Given that a graph has a cycle, I would like to perform a dfs on a starting node and find the first node in its path which is the start of the cycle. After we perform dfs, the first node we find that has already been visited but is not the parent of the current node would indicate we have a cycle. Since it is the first node we found that satisfies this, it is the start of our cycle. This can be coded easily using recursion but I prefer the iterative dfs implementation.

The main problem I did not know how to solve was when a node has neighbors and we explore down one of its paths. When we pop back and iterate over the rest of its neighbors, how do we start where we left off and not the beginning of its neighbors again.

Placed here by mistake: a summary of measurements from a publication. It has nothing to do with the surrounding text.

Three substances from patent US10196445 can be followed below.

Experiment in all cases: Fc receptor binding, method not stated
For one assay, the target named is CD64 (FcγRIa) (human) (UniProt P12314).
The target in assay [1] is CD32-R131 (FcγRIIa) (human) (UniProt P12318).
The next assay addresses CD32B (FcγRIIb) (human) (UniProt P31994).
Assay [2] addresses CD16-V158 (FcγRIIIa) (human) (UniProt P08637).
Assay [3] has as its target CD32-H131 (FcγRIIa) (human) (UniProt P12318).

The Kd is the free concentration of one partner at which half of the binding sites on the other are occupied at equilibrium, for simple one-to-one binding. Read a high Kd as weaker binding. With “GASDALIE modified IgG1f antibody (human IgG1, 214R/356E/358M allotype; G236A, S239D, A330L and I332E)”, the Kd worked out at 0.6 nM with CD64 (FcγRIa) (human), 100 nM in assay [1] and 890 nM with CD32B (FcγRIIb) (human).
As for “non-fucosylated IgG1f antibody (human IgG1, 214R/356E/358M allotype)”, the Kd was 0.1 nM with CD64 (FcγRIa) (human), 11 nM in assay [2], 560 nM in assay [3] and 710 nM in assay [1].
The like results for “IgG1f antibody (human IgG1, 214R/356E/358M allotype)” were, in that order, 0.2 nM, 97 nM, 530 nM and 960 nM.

Here is my code in progess. Thank you for reading and any help is appreciated :)

**Spoiler**

You can try this link: https://cp-algorithms.com/graph/finding-cycle.html (Sorry if this does not help you)

This is the recursive implementation but I'm struggling recreating the same idea iteratively using a stack only.

There may be a more standard way to do this (I never write iterative DFS), but one way is to maintain an array indicating which position in the adjacency list you've reached for each vertex. Then, when we are at a vertex $$$v$$$ and process an edge to a vertex $$$u$$$, add $$$u$$$ to the stack without popping $$$v$$$ and increment the pointer for $$$v$$$. Afterwards, DFS into $$$u$$$, then when we're finished we'll return to $$$v$$$ and process the other edges incident to $$$v$$$. Pop $$$v$$$ from the stack only when you've processed all of its neighbors.

Thank you so much! I never thought of maintaining an array corresponding to the positions. I was able to use a working implementation to solve the original problem my question came from.

Here is the new code for anyone interested. I'm sure it can be cleaned up but this was the best I could do.

Spoiler....